Well, it seems like the maoris have one too, to explain the origin of one of their most basic ingredient: the kumara (a kind of sweet potato). This important ingredient is no ordinary food. It is said that the god Rongo-Maui went to heaven to see his brother Wahnui, guardian of the kumara. Rongo-Maui stole the divine food from his brother, hid it in his clothes and came back to earth to his wife, Pani. Very soon after, Pani got pregnant, and one day, she gave birth to Kumara. That’s how the sweet potato, so important for the Pacific people, was given to men on earth.

Hey, when you think of it, this story reminds us a lot of how Prometheus stole the fire, so important for mankind, from the gods, no?

Korean Folk Tales (part I)


Since I’m in South Korea, it seems that I’ve been transformed into a mountain-freak. Are you ready to climb thousands stairs and keep up with crowds of fully-equipped, flashy-clothed trekkers? You’ll discover that mountains can tragically fall in love too, that dragons haunted beautiful lakes and shamans spirits still survive not far from Seoul. Moreover, thanks to my innate sense of disorientation, I very often got lost and thus been kindly hosted by some very sweet elderly people who were delighted to share some stories about their country, even if in broken Korean and English, or simply with drawings and gestures…

Ulsanbawi (from Seoraksan near Sokcho)

In the northern corner of Seorak mountain, an impressive rock stands up from east to west, rather aloof, shaped as Ulsan city. It is often called The Face of Mount Seorak. According to the legend, one day the Great Creator called all the mountains, and immediately rocks scattered all around the country to form one of the most beautiful mountains in the world, Geumgangsan. Ulsanbawi answered the call of the God too, but its huge body made its path very difficult and it came too late to be part of Geumgangsan. Nevertheless, on its way home, Ulsanbawi fell in love with the awesome and wild landscapes of Seoraksan and decided to stay there, its gaze always admiring the broken valley.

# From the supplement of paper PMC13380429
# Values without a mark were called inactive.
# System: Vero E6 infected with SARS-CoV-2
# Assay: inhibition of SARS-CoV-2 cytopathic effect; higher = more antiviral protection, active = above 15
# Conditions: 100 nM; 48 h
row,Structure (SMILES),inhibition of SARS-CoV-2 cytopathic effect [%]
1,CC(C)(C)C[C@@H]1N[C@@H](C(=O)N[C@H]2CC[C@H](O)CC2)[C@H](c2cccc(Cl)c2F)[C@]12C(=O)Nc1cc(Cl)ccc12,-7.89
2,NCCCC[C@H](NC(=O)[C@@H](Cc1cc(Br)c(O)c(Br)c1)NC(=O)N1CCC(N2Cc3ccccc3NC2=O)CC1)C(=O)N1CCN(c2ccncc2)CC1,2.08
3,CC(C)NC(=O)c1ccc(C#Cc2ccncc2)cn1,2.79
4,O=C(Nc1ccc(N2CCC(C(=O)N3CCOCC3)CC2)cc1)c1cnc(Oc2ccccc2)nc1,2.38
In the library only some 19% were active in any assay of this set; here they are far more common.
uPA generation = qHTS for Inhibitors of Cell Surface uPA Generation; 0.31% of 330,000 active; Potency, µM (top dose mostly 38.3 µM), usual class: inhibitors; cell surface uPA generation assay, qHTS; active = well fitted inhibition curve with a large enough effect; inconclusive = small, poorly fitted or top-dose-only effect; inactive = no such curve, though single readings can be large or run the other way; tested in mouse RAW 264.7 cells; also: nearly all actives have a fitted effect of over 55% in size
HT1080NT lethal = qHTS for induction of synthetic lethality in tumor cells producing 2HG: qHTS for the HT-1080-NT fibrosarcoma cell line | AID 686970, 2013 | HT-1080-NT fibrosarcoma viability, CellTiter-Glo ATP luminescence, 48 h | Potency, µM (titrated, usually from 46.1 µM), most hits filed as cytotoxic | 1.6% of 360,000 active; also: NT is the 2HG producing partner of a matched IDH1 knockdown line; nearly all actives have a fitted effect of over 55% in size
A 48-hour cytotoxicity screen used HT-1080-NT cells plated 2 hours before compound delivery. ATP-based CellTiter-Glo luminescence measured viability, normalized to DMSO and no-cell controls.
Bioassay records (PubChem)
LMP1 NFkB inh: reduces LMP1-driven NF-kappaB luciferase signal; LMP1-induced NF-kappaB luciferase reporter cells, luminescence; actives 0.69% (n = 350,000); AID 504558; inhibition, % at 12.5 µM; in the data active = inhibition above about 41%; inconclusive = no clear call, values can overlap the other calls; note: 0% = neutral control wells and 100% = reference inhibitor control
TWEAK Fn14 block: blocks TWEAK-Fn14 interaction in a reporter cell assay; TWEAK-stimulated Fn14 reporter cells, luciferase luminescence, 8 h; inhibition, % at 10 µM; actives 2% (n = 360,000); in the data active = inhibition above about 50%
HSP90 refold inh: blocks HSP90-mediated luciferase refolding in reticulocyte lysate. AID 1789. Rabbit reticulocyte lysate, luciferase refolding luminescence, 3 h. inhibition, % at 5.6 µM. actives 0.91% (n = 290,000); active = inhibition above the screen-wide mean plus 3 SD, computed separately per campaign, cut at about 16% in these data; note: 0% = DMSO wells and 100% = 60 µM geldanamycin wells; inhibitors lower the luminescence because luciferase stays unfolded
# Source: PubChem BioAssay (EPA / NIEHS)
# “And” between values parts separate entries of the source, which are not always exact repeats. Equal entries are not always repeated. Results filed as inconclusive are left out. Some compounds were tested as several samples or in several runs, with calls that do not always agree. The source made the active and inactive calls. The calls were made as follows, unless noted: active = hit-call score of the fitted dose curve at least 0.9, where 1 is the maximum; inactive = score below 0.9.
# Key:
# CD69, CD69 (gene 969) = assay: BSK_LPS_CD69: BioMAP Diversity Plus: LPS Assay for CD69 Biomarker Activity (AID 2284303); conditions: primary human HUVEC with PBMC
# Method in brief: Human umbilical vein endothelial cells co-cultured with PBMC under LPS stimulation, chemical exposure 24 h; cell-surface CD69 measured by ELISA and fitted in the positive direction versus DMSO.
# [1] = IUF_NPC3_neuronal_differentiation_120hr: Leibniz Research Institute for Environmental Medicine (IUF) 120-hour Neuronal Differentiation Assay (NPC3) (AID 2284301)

On the top of Ulsanbawi

Yeonggeumjeong-bawi and the fairies of Biseondae (marine of Sokcho)

From the lighthouse in Yeongmyeong-dong, if you cast a glance towards the East, you can behold a strange rock. People call it “Yonggeumjong”, namely “the pavilion-shaped rock that makes soul-stirring melodies” (Western language cannot equal Korean synthetic poetry, sometimes!) : when the waves break furiously against this lonely rock, a sweet melody  full of melancholy arises, as if some invisible musician was playing the geomungo, a six-stringed sithar. In ancient times, the area was called Biseondae, because fairies used to descend from Heaven at night to bathe and sing wonderful songs. Nowadays, however, the mysterious sirens, as well as the suggestive scenery, have been replaced by the busy horns and whistles of the ships in Sokchohang port, built at the end of the Japanese colonial period.

The Two Dragons and the Hwarangs

1500 years ago, under the reign of Silla dynasty, four young Hwarangs (men of the elite) named Yeongnang, Sulrang, Namrang, and Ansang came to Samilpo, Goseong from Mt. Geungang, and spent three years training in the mountains before taking their own path. Yeongnang, especially, loved to raw on a little boat on the lake.

Yet those lakes were sacred and inhabited by two mighty dragons : Cheongcho was the home of the male dragon, while the female dwelled in lake Yeongnang. The couple used to visit each other by an underground waterway linking the two lakes.    

One fateful day, a fisherman set accidentally fire to the forest of pine trees surrounding Cheongchoho, and the smoke and flames killed the male dragon. His mate went mad with rage and dismay, and punished the fishermen with severe droughts and poor fishings. To soothe her anger and relieve their sufferings, the fishermen called a shaman, who institued a Sea God festival and performed a ritual dance for the rain. During the festival, a boat fight is still held to ensure the protection of the boats passing through Manchon Dong and Cheongdae. But this wasn’t enough and the Hwarangs had to fight the dragon, who, since then, every winter, hides and freezes the whole lake Cheongcho to remember the death of her companion. The frozen lake takes the shape of a Dragon Plowing the Soil (Yongkyeong), and the locals use to foresee the next harvest by the direction of the beast.